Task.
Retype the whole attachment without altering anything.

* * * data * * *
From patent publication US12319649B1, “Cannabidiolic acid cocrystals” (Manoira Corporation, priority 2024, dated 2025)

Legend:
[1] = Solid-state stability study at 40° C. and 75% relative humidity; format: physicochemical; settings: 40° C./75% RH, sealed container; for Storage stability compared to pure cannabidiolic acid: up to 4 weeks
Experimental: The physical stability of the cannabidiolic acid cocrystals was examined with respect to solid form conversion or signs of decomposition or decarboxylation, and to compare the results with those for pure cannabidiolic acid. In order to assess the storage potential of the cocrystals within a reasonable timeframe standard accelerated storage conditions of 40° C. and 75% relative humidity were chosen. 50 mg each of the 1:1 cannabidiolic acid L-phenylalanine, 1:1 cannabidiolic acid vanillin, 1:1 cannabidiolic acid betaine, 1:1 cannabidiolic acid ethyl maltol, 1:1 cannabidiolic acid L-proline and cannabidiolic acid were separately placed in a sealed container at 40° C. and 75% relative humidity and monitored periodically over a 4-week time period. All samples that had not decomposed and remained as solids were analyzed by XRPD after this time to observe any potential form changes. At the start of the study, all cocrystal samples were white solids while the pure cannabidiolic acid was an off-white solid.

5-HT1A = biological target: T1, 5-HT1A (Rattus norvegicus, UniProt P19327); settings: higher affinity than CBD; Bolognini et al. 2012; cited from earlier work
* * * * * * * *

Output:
From patent publication US12319649B1, “Cannabidiolic acid cocrystals” (Manoira Corporation, priority 2024, dated 2025)

Legend:
[1] = Solid-state stability study at 40° C. and 75% relative humidity; format: physicochemical; settings: 40° C./75% RH, sealed container; for Storage stability compared to pure cannabidiolic acid: up to 4 weeks
Experimental: The physical stability of the cannabidiolic acid cocrystals was examined with respect to solid form conversion or signs of decomposition or decarboxylation, and to compare the results with those for pure cannabidiolic acid. In order to assess the storage potential of the cocrystals within a reasonable timeframe standard accelerated storage conditions of 40° C. and 75% relative humidity were chosen. 50 mg each of the 1:1 cannabidiolic acid L-phenylalanine, 1:1 cannabidiolic acid vanillin, 1:1 cannabidiolic acid betaine, 1:1 cannabidiolic acid ethyl maltol, 1:1 cannabidiolic acid L-proline and cannabidiolic acid were separately placed in a sealed container at 40° C. and 75% relative humidity and monitored periodically over a 4-week time period. All samples that had not decomposed and remained as solids were analyzed by XRPD after this time to observe any potential form changes. At the start of the study, all cocrystal samples were white solids while the pure cannabidiolic acid was an off-white solid.

5-HT1A = biological target: T1, 5-HT1A (Rattus norvegicus, UniProt P19327); settings: higher affinity than CBD; Bolognini et al. 2012; cited from earlier work